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  • Jayne Lisbeth

Travel Journals: September 4-11, 2001


Journals have preserved every important part of my life, as well as many unimportant ones. They range from thoughtful, to joyous, anxious, sad and incredulous. My travel journals document our trips across the country. In its pages I tuck maps, postcards, pressed lilacs and bright maple leaves. While traveling I write in both my personal journal and my travel journal.


This Food for Thought are excerpts taken directly from my travel journal from September 4-11, 2001. After spending our summer on our Oregon property, “Bliss Hill,” we were returning to our home in Tampa. It was a cross-country adventure we relished year after year.


September 4, 2001 was our last night on Bliss Hill. I wrote:


“How sad I am to be leaving. We begin our trip to Tampa early tomorrow morning with many stops along the way. Already fall is in the air, you can smell the crisp edge in the wind. The birds are calling to one another and the chipmunks are barking, scurrying around and fighting over the sunflower seeds Tim just threw to them. I watch the sun and shadows, listen to all the sounds at my favorite time of day, five-thirty in the evening. I want to absorb every nook and cranny, every color, every view, every shape. It is hard to say goodbye to a place that has become a part of me, wrapped up in my head and heart. On to the next adventure.”


Our Ford 150 van was our little cabin on wheels. Tim had installed wood paneling on the walls and ceiling. Our overhead battery-operated lamp lit up our home, allowing us to read in bed. Our bed was a mattress on the floor of the van, placed on top of one of my thick quilts. Nested in lavender scented sheets, with fluffy pillows, a soft flannel blanket, and a thick antique quilt it provided us with many cozy nights of sound sleep.


My kitchen was my pride and joy, located behind our bed at the double-rear van doors. It held tubs of dishes, silverware, utensils, napkins, pots and pans. Tim had built shelves and a platform for our stove, a double propane burner. My refrigerator was our cooler under the stove. Everything was well organized, from a fork, spatula to a fry pan or toothpick. I could cook a meal or throw together a quick sandwich or snack. I loved the challenge of doing so as we careened across the country.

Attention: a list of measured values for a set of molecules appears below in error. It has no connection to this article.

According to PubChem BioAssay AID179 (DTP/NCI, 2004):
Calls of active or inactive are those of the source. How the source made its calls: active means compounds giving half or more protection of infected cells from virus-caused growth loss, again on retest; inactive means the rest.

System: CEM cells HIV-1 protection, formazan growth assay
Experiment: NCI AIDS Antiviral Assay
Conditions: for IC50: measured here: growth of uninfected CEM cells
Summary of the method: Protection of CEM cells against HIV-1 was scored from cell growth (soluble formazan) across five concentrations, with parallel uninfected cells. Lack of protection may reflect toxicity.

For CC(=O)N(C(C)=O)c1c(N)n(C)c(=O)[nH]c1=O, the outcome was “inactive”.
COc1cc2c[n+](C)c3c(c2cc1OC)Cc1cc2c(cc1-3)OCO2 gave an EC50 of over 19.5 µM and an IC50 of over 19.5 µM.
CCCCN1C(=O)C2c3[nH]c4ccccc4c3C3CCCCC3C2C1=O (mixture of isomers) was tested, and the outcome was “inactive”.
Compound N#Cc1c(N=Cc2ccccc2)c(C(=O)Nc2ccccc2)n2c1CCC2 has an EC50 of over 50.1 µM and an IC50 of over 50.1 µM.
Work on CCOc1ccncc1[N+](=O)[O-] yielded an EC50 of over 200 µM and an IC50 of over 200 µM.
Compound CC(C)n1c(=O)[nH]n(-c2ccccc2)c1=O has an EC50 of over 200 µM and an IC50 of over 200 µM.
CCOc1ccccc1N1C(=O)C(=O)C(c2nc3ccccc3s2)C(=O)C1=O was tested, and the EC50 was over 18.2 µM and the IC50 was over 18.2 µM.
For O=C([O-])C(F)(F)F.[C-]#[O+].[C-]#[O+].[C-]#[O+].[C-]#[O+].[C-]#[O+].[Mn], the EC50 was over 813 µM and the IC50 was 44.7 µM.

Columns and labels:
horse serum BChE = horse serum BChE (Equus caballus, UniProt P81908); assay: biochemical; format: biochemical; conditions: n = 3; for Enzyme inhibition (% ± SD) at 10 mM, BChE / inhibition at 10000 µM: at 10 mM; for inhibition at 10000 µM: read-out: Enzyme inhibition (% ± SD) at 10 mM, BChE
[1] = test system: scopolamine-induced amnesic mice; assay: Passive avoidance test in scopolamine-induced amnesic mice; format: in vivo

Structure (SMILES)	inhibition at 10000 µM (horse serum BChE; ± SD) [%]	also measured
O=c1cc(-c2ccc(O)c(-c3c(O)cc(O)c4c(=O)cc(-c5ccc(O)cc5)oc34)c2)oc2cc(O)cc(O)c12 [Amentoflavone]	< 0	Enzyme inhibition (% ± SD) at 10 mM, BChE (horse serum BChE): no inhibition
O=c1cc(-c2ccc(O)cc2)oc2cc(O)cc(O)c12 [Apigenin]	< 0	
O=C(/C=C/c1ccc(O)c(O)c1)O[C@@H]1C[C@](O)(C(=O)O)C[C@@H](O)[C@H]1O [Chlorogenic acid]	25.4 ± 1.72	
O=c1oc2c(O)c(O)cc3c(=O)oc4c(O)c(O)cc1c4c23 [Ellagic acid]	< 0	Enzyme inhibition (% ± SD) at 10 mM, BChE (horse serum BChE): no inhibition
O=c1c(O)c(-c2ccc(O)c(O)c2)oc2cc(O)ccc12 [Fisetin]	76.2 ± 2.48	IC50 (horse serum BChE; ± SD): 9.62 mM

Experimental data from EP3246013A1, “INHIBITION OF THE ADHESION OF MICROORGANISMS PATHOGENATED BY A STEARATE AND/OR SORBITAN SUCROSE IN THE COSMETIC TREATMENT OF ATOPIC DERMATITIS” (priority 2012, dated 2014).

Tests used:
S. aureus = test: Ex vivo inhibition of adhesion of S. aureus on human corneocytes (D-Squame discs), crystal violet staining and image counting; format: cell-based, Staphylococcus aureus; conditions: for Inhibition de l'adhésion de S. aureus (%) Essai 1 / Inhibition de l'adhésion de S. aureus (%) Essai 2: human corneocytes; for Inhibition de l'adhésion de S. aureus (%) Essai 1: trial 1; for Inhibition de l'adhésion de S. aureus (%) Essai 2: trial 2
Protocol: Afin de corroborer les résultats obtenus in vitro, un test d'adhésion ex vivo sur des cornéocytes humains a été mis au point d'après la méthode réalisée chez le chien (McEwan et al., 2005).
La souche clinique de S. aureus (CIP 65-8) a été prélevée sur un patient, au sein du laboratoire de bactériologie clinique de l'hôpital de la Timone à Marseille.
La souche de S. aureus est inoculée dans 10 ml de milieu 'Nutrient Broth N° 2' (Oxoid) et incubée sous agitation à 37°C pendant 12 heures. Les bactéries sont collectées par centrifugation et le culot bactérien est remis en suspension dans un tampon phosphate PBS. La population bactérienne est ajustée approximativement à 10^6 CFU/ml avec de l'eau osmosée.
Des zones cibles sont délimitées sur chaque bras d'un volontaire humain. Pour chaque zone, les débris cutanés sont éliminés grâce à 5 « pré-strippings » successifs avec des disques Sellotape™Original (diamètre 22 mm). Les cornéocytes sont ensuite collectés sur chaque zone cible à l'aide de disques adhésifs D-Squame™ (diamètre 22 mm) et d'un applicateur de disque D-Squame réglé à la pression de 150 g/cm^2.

To add to our coziness, I had made curtains for all the windows, which we closed at night. Snuggled in our quilt-covered bed, with a light above making shadows on the wood paneling and our curtains tightly closed we were snug as two bugs in a rug. This was our home on the road, our little cabin on wheels.


September 9, 2001:


“We’re really on the road now. Just spent two days with Bob and Hillary in Fairfax (California) and two days in Sacramento with Robin and the kids. We left Sacramento Sunday morning and are on 70 to Rocky Mountain National Park to camp there for two nights."


"Arrived late at Rocky Mountain around six to herds of Elk grazing at the edge of the campground. We had a delicious grilled steak accompanied with potatoes and onions for dinner.

We enjoyed the views and campfire until around 10:30. The Pleiades Meteor Showers were still displaying astonishing star shows before we climbed into bed. The Milky Way lit up the night. Tim saw a very bright falling star out our window right before I closed the curtains. We drifted into sleep, stars exploding behind our eyes and in our dreams. It was cold but we were warm and cozy in our little nest.”


September 11, 2001


“We awakened to a beautiful day, had a great breakfast of scrambled eggs, coffee, bacon and grilled bread created by Chef Timothy. Packed up and left the campground at 9:25 and stopped occasionally to take photos. Then we stopped at the Rocky Mountain Museum Gift Shop so I could buy postcards. I was sad to leave and wanted to preserve every moment of our short two-day camping stay. Our next campground would be on the other side of Nebraska, outside Omaha. We had miles to drive.” (Note: It was around ten Mountain time, noon on the east coast.)


The following narrative is culled from journal entries of September 11, 2001:


“I have to get postcards.” I said to Tim, wanting to preserve this experience, this park, this campground forever.


“Yeah, okay.” he said, taking out his drawing book and beginning to draw. The slam of the van door announced my departure.